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window for germany

From the exhibition press release:

Since 1955, Yoko Ono (born in Tokyo in 1933) has been working on text pieces with the character of orders. She published more than 150 of these works in the compendium Grapefruit in 1964; they included the Instructions for Paintings. 30 Instructions from this publication are now experiencing a world premiere in the Kupferstichkabinett of the Kunsthalle Bremen. They have been translated into German for the first time and transposed onto hand-written paper by the artist herself, using pen and ink. In addition, an English version of Xeroxed copies and a Japanese variant from 1962 are exhibited; the latter consists of 19 positive and 16 negative Photostat copies of transcriptions by Ichiyanagi Toshi. Alongside these deliberations on painting, it will also be possible to see the Instructions for Films from 1964–68 and the Instructions for Photographs from 1961–71/97, the piece of music Cough Piece and a video work related to the Instructions for Paintings.

Production of Producers

As the author of the Instructions, Yoko Ono is the giver of ideas for paintings. The addressees function as the takers of ideas, following the instructions and so completing the works. The artist uses the imperative of every Instruction and means of reproduction such as transcription, copy, translation, exhibition and exhibition catalogue to extend her circle of addressees and authors. The same applies to the poster that Yoko Ono has designed for public space in Bremen. In large black letters on white paper, we read the word “Fenster” (window), below it the initials “y.o.”, and the year “2007”. In formal terms, the poster is minimalist, yet it adopts a concept of painting dating from the Renaissance: at that time, the art theorist Leon Battista Alberti compared a painting to the view through an open window. Yoko Ono’s poster also alludes to this idea. Window is a purist area for projection, its silent imperative being Imagine.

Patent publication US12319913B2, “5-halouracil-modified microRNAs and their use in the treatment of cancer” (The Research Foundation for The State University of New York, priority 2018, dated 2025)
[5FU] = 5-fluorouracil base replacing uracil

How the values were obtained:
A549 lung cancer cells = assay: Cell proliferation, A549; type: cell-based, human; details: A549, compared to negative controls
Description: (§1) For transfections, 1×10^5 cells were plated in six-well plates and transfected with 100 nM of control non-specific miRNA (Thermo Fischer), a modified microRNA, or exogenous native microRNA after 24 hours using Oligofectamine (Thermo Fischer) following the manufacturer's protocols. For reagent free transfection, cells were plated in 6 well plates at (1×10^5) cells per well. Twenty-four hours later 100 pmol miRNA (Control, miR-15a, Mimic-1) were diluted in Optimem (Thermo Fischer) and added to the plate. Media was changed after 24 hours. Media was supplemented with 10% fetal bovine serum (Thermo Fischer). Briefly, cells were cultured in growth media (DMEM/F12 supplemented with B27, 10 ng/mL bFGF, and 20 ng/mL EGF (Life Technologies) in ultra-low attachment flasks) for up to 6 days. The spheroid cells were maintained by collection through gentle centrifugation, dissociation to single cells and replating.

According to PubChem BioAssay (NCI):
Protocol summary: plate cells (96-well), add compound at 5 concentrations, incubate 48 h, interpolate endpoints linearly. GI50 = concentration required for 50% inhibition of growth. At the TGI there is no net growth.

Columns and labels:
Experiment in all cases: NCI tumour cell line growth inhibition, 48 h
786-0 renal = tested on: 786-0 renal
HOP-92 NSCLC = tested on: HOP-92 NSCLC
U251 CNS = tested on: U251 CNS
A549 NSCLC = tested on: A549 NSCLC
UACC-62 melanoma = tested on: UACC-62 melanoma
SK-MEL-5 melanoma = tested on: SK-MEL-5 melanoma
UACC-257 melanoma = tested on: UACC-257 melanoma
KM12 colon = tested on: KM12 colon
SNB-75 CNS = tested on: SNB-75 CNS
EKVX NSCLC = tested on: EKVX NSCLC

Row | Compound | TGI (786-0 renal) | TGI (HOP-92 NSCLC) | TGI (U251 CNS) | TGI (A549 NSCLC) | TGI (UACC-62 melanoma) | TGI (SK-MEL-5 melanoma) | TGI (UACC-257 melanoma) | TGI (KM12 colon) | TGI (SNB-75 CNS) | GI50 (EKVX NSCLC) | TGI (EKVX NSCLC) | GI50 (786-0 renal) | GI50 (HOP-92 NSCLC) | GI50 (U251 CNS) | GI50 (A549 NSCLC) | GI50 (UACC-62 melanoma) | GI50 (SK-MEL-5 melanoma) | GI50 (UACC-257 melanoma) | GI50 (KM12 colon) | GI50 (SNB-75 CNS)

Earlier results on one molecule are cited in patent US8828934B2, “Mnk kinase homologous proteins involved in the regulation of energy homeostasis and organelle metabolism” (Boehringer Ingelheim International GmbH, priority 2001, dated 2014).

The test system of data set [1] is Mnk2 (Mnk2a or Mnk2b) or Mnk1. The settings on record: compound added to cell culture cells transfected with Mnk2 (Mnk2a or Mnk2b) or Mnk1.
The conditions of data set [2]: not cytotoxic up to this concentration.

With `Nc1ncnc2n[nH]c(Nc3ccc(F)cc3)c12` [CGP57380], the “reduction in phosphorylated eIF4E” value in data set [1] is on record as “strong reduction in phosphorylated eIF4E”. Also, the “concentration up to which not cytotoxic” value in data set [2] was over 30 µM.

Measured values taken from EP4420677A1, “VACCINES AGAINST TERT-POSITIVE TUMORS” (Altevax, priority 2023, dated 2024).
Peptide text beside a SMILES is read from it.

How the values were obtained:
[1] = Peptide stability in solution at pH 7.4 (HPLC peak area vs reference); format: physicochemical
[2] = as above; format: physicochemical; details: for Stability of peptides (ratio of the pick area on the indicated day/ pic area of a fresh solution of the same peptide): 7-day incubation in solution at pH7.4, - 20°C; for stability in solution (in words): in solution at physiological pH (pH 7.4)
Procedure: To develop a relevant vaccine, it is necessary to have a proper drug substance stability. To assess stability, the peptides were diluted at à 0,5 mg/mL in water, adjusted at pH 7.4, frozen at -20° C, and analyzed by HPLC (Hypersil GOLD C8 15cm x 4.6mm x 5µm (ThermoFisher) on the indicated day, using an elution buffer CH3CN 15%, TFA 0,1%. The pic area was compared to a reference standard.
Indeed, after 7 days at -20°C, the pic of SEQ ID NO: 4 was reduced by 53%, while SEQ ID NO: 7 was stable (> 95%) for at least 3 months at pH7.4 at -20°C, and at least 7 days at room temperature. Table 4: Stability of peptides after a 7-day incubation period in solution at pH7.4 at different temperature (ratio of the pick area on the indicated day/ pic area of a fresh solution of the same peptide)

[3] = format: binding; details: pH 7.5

Word Games with all the Senses

The few words of Yoko Ono’s affirmations are chosen so precisely that they may become poetry. In Lighting Piece from autumn 1955, she provides the instruction: Light a match and watch till it goes out. The consonance and onomatopoeia of “match” and “watch” enable us to hear the sizzle of the match as it lights up, burns and goes out. The play with words is the instruction for a game with the senses, stimulating our eyes, ears and nose. The sentence is a tense link between emergence and passing; as it is written, it conveys something about the game with the match and ultimately about the players, whose life is equally limited in duration. It represents a tryst between the laconic and the serious, between poetry and performance, when the reader of the poem becomes the creator of a fleeting still-life.

A publication including 30 facsimiles of the hand-written Instructions for Paintings from 2007 will appear in conjunction with the exhibition, as well as a brochure with texts by Jon Hendricks, Wulf Herzogenrath and Frank Laukötter."



Lighting Piece
Lighting Piece © Lenono Photo Archiv
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